come in at 644 million bushels vs USDA's target of 925 million bushel and
add 281 million bu to the present end stocks level of 418 million bushel
for a total of 699 million bu. You would only have to fall back to 2001's
777 million bu to find higher levels.
Cash Wheat: The Mar-May CBOT spread is at 4.4 cents carry. At $4.50 spot
cash prices, the cost of carry is 5 cts per bu per mth or 10 cents.
Anything less than 10 is a warning flag to move cash soft wheat. Similar to
what we have spelled out in the corn section, as long as you are hedged out
in the March, you have already paid yourself to store the wheat. If you are
not hedged then its costing you more to store than what the market is
willing to pay and you need to check your local cash markets to see if
there is adequate carry or not. Mar-May KCBT spread is at even money and
clearly signaling end users it wants the wheat now. At $4.75 spot cash
prices, the cost of carry is 5.3 cts per bu per mth or 10.6 cents. The
Mar-May MGEX spread is at 7 cents carry. At $5.60 spot cash prices, the
cost of carry is 6 cts per bu per mth or 12 cents for the time period.
Anything less than 12 is a warning flag to move cash spring wheat.
Wheat Technicals: March CBOT SRWW futures close is 5206 vs last Friday's
5190 and up 3.5% for the month of Nov. Our key custom Moving Averages
are 5150, 5110 and 4430 bull to bear pivot point. March KCBT HRWW futures
close is 5454 vs last Friday's 5376 and up 3.7% for the month of Nov. Our
key custom Moving Averages are 5430, 5370 and 4930 bull to bear pivot
point. March MGEX spring wheat futures close is 5284 vs last Friday's 5234
and up 4% for the month of Nov. Our key custom Moving Averages are 5250,
5200 and uses a 4800 bull to bear pivot point.
Trade Position: we reached our objective on our long MGEX July wheat
futures position as outlined within our Grain Trading Strategies page.
After reaching our long objective in the CBOT and KCBT July wheat futures
late last week, we have prescribed new trade ideas for both within our
Grain Trading Strategies page. Tight world stocks, shrinking Australia crop
and no new supplies until India begins to harvest next March are all
bullish to wheat futures. New crop July wheat futures are expected to
sensitive to winter kill stories throughout the world in the coming
Allendale Lean Hogs: Snow hampered hog kills in at two instances today.
However, as the system finished by around noon for most of the affected
areas packers are expected to make up for it tomorrow. We don't anticipate
many marketings will spill over into next week. For today cash hogs traded
steady to firm. Talk for next week is to expect more of a steady tone. The
main point here is the industry is looking for cash hogs to post their
seasonal low. We feel December futures are priced about right for their
expiration on the 14th. Sideways price action in all contracts could be
seen through the rest of this year. For long term price direction the
industry is still looking for something like a 3% increase in pork
production for 2007. Export growth next year will be very moderate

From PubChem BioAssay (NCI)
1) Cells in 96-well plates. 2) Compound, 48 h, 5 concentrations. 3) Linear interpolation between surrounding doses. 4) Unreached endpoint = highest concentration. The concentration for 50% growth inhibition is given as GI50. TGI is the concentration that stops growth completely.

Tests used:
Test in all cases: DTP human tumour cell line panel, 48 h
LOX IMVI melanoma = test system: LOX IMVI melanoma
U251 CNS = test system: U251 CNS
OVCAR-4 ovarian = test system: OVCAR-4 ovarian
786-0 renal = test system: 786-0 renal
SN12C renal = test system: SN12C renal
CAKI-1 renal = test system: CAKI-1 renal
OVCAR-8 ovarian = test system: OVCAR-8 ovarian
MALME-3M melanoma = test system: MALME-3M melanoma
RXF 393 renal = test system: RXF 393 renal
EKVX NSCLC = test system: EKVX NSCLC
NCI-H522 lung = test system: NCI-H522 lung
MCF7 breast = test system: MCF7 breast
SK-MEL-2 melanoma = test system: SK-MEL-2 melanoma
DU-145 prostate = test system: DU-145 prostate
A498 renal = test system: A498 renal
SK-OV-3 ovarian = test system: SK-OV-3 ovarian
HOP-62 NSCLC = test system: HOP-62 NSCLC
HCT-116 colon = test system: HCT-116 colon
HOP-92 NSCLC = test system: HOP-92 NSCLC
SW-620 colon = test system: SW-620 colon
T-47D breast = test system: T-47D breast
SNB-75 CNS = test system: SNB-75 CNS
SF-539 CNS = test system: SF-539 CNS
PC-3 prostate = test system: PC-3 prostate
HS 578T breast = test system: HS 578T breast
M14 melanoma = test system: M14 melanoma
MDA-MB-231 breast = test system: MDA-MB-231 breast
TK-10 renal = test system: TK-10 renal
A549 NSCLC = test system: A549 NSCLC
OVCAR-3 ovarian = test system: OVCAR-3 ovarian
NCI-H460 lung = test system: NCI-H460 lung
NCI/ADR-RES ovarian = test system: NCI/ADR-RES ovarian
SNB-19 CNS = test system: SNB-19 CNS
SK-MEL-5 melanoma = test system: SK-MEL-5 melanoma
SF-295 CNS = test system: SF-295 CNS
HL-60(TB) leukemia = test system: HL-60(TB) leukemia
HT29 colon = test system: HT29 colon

especially when compared with the last few years. Our models suggest
domestic pork demand fell 4% in 2005 and another 5% this year. There is no
indication 2007 will post any demand rebound. With that in mind we have
more pork and at best stable demand for 2007, a bearish scenario. However,
current CME prices are close to 2006 levels. Is this a time to be making
hedges? While we are generally bearish for long term price direction we do
not expect much of a price break anytime soon. Last half 2007 could post a
significant multi year price low if expansion plans stay the same. Much of
the industry right now is guessing some producers are stopping those plans.
Sow slaughter in the past few weeks has averaged around 4%. The big
question right now is gilt retention, of which there is no good indicator.
For 2007 hedges we are only lightly covered and will hold off until a
better idea of expansion plans is seen.
Allendale Live Cattle: As of this writing active trade was seen today in
Nebraska at $135 on a dressed basis. That was down from last week's $138 to
$139 action. Bids of $85 were seen today in the live based trading areas
but it wasn't until afternoon that action started at $86. That was
generally in line with expectations posted this morning. Last night we also
noted CME December futures have this priced in. In fact, at current levels,
and normal basis levels December futures are implying cash cattle will
trade down to $84 or so by the end of this month. On the weather side the
snow last week in feedlot country was too light to cause a problem. If cold
temps would last longer than currently forecast we could have an issue
there. Though much of the trade is in a bearish mind set our prime trade
right now is only doing bear spreads such as selling the February and
buying August. That spread could work through most of the month of December
before seasonals reverse it in early January.
Allendale is registered with the CFTC and NFA and is a member of the NIBA.
The bottom line is we are a regulated firm which can be extremely important
in this day and age.
Corn Fundamentals: Bullish to corn futures is the day-to-day foreign demand for USA corn (never more evident as four of the five days last week, S Korea was a buyer of optional origin corn) and prospects for the Dec corn production report to come in smaller than the Nov USDA report as Michigan's harvest is 14% behind normal with Ohio's harvest 8% behind normal. S Africa corn country remains suspect as weather has been more uncooperative than usual.